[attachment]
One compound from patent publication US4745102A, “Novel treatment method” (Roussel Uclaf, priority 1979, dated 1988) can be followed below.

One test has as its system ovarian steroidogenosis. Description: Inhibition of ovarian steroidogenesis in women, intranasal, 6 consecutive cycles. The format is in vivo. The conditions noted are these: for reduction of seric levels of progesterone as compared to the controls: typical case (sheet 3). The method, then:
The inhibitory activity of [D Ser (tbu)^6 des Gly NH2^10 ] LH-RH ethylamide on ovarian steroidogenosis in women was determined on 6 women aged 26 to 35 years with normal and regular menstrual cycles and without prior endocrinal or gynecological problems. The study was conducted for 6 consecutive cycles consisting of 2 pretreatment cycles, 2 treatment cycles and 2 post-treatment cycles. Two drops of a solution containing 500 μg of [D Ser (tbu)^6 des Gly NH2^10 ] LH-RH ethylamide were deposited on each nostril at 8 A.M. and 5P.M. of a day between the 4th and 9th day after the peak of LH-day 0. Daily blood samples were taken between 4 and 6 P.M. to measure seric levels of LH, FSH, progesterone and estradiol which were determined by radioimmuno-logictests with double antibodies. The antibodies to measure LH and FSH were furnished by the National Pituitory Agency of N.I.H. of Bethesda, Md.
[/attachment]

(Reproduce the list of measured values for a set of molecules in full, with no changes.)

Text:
One compound from patent publication US4745102A, “Novel treatment method” (Roussel Uclaf, priority 1979, dated 1988) can be followed below.

One test has as its system ovarian steroidogenosis. Description: Inhibition of ovarian steroidogenesis in women, intranasal, 6 consecutive cycles. The format is in vivo. The conditions noted are these: for reduction of seric levels of progesterone as compared to the controls: typical case (sheet 3). The method, then:
The inhibitory activity of [D Ser (tbu)^6 des Gly NH2^10 ] LH-RH ethylamide on ovarian steroidogenosis in women was determined on 6 women aged 26 to 35 years with normal and regular menstrual cycles and without prior endocrinal or gynecological problems. The study was conducted for 6 consecutive cycles consisting of 2 pretreatment cycles, 2 treatment cycles and 2 post-treatment cycles. Two drops of a solution containing 500 μg of [D Ser (tbu)^6 des Gly NH2^10 ] LH-RH ethylamide were deposited on each nostril at 8 A.M. and 5P.M. of a day between the 4th and 9th day after the peak of LH-day 0. Daily blood samples were taken between 4 and 6 P.M. to measure seric levels of LH, FSH, progesterone and estradiol which were determined by radioimmuno-logictests with double antibodies. The antibodies to measure LH and FSH were furnished by the National Pituitory Agency of N.I.H. of Bethesda, Md.